In 7-2 Ruling, Supreme Court Allows Pipeline Below Appalachian Trail
Justices Sotomayor and Kagan broke from their colleagues
It’s been a big week for the Supreme Court, and it’s only getting started. While the Court’s landmark opinion in Bostock v. Clayton County has understandably received the most attention, it’s also not the only decision that’s been handed down. And for outdoor enthusiasts and environmental advocates, another case could have a huge impact on one of the country’s most beloved trails.
At Adventure Journal, Justin Housman explores the decision to allow a pipeline to be built below a portion of the Appalachian Trail. At issue before the Supreme Court was a question of jurisdiction. The pipeline is set to run through part of the George Washington National Forest, nominally placing it under the purview of the U.S. Forest Service — who were in favor of the pipeline. Within the forest, however, the pipeline would also pass below the Appalachian Trail — which is governed by the National Park Service.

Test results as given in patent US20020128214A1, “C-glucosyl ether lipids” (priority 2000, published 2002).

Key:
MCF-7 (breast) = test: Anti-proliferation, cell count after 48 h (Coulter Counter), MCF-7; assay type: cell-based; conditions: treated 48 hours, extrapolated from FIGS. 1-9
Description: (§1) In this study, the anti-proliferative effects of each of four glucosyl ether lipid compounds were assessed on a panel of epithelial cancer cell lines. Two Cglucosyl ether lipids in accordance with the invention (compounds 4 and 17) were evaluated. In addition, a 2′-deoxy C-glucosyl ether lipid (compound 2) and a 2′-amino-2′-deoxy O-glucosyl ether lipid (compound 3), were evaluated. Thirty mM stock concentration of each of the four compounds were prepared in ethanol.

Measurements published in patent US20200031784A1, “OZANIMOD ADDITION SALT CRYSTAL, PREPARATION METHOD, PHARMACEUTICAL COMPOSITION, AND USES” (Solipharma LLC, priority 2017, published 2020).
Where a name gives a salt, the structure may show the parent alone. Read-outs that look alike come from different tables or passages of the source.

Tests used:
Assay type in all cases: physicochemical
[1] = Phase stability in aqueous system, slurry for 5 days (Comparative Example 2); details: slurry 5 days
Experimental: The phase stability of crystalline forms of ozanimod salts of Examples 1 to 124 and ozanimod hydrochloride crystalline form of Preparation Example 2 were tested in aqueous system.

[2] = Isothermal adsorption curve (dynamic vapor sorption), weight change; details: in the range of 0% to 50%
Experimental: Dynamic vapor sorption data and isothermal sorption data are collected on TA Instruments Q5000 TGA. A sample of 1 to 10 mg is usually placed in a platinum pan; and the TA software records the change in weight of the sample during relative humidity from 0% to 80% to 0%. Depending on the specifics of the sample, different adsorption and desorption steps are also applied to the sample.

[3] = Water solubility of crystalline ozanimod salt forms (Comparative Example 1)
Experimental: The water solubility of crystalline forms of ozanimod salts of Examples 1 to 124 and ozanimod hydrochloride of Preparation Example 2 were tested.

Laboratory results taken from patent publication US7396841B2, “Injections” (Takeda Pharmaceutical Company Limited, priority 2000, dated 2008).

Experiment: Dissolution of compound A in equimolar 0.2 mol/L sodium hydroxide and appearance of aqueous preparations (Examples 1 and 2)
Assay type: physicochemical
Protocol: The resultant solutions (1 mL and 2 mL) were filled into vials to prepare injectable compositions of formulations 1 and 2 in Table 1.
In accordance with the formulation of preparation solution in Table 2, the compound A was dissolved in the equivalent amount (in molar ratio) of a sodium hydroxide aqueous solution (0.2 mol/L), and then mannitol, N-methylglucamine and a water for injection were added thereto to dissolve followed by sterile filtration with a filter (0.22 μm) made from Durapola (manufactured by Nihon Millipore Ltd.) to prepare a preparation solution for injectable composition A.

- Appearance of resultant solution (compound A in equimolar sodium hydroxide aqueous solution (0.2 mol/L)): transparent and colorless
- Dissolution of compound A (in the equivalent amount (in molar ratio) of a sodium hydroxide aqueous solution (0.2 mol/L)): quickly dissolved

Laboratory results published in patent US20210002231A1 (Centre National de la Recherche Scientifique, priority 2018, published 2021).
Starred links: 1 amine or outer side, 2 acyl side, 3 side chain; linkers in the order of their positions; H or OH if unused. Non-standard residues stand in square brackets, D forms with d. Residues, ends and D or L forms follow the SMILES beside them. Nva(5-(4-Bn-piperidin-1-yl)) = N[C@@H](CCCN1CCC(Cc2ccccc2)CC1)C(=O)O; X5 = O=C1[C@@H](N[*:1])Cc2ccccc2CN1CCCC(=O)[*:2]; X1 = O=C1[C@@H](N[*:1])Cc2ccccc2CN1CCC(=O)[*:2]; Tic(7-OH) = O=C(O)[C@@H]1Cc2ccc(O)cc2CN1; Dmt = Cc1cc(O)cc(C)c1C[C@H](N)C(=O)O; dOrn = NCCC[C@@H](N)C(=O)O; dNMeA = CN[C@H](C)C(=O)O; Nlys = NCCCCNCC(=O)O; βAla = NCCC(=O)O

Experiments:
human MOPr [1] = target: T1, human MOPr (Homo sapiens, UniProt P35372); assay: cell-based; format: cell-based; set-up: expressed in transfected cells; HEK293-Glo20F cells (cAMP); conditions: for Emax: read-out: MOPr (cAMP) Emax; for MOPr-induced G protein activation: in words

Housman writes that the argument in favor of the National Park Service holding sway here did not convince the Supreme Court:
This, as well as the claim that the NPS ultimately had jurisdiction over the pipeline, were ultimately not compelling to SCOTUS, which argued that the Mineral Leasing Act allowed the USFS to decide the pipeline was valuable enough to move forward.
As NPR’s report on the case notes, the decision crossed ideological lines. Sonia Sotomayor and Elena Kagan were the only two Justices to dissent from the decision to move forward with the pipeline. There remain other legal and logistical boundaries to building the pipeline, however; this is likely not the last you’ll hear of this particular project.
Subscribe here for our free daily newsletter.
For more travel news, tips and inspo, sign up for InsideHook's weekly travel newsletter, The Journey.
Suggested for you